How to get the ultimate home office, according to 4 CEOs who work remotely

InVision CEO Clark Valberg’s home office. [Photo: courtesy Clark Valberg]

InVision CEO Clark Valberg’s home office. [Photo: courtesy Clark Valberg]

If you commute to an office every day, working from home is the ultimate perk. But some companies have transitioned completely away from headquarters and have workforces that are entirely remote. Some workplace experts are even calling remote work the “new normal.”

At a completely remote company, everyone in the organization—even the CEO—has to carve out a space in their home in which to work (or find a lenient coffee shop). Fast Company spoke to four CEOs who head up these remote companies—Jason Fried of Basecamp, Clark Valberg of InVision, Sara Sutton of FlexJobs, and Zack Onisko of Dribbble—about how they designed their personal headquarters for one. Spoiler alert: There are no pajamas involved.

GET YOURSELF A DOOR (OR TWO)

Having some way to separate your home life from your work life is a key element of any home office, according to every CEO Fast Company spoke with.

Jason Fried, the CEO and cofounder of the project management company Basecamp, designed an entirely separate floor in his house for his and his wife’s home offices. As a result, he has created a mini commute for himself when it’s time to go to work: He heads up the stairs to his office, and closes the door. But there’s also another door to the stairwell, giving him an extra partition from the rest of the house. “I wanted to create a mental gap or break between home and work as best I could,” he says.

Same goes for Clark Valberg, CEO and cofounder of the digital design platform InVision. While he doesn’t have two doors, he emphasizes another important feature that enforces the distinction between home and office: “I have a door that locks,” he says. “I think it’s important when you work from home you get in the habit of locking the door every time you walk in [to your office].”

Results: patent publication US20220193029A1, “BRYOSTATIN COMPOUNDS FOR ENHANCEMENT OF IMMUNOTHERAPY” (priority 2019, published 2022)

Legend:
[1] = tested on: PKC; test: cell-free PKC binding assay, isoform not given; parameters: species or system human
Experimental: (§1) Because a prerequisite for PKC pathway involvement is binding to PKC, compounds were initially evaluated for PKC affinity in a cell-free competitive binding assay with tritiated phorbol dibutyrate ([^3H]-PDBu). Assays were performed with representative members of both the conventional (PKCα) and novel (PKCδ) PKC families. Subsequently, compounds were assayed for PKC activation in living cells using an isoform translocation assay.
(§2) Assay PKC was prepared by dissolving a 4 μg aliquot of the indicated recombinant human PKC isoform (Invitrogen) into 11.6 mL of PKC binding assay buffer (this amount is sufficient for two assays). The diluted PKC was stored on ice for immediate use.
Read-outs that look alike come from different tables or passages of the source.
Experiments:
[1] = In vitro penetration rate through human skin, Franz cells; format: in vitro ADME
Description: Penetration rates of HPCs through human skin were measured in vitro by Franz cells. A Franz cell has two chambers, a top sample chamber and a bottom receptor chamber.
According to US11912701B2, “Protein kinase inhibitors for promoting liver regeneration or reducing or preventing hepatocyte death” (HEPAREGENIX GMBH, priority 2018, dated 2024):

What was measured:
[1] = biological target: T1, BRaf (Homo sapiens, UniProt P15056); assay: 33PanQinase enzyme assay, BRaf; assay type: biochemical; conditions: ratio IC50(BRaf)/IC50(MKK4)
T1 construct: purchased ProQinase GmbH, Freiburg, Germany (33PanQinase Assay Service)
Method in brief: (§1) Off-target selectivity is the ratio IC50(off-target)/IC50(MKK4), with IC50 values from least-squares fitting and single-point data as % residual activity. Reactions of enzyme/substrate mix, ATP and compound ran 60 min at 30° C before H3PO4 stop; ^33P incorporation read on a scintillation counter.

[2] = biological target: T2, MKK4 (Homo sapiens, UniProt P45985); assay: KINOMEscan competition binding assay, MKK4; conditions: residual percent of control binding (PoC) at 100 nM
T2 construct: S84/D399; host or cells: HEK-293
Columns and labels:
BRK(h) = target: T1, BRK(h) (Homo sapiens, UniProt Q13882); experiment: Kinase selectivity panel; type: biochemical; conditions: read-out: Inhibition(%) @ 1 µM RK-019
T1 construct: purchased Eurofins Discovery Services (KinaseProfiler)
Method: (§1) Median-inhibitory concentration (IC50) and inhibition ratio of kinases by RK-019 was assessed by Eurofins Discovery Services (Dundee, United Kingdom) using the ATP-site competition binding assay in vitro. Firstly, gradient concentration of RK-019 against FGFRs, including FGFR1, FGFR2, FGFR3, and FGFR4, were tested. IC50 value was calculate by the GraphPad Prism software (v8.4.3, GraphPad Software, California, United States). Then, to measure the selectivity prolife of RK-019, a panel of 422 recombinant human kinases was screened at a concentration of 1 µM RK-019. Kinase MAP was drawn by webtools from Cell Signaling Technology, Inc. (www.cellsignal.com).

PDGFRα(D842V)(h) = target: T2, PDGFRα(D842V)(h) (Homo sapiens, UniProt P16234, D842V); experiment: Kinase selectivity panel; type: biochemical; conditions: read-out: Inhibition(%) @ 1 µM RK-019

The idea is to prevent distractions, like Valberg’s two children, though he takes time during the day to hang out with both of them. He sees his son when he gets home from school, but he can see his 2-year-old daughter anytime. “It’s great to be able to pop over and see her—much better than an office cat,” Valberg says. “Less hairy, more diaper changes.”

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CEOs aren’t your average worker—after all, not everyone can afford their own custom-designed house, let alone an extra room that could be a dedicated office space. For Sara Sutton, the CEO and founder of the remote work recruitment company FlexJobs, there are other ways to create that distance. “If you can’t have a door, it’s a screen—some psychological separation from where you work and where you sleep,” she says.

Sutton herself has a dedicated office, one she created by putting up a wall in her house’s guest bedroom. Her children’s desks are in there as well. “I want them to have the same sense of differentiation [from when they’re] in front of the computer and when they’re not,” she says.

CEOs aren’t your average worker—after all, not everyone can afford their own custom-designed house, let alone an extra room that could be a dedicated office space. For Sara Sutton, the CEO and founder of the remote work recruitment company FlexJobs, there are other ways to create that distance. “If you can’t have a door, it’s a screen—some psychological separation from where you work and where you sleep,” she says.

Sutton herself has a dedicated office, one she created by putting up a wall in her house’s guest bedroom. Her children’s desks are in there as well. “I want them to have the same sense of differentiation [from when they’re] in front of the computer and when they’re not,” she says.

CEOs aren’t your average worker—after all, not everyone can afford their own custom-designed house, let alone an extra room that could be a dedicated office space. For Sara Sutton, the CEO and founder of the remote work recruitment company FlexJobs, there are other ways to create that distance. “If you can’t have a door, it’s a screen—some psychological separation from where you work and where you sleep,” she says.

Sutton herself has a dedicated office, one she created by putting up a wall in her house’s guest bedroom. Her children’s desks are in there as well. “I want them to have the same sense of differentiation [from when they’re] in front of the computer and when they’re not,” she says.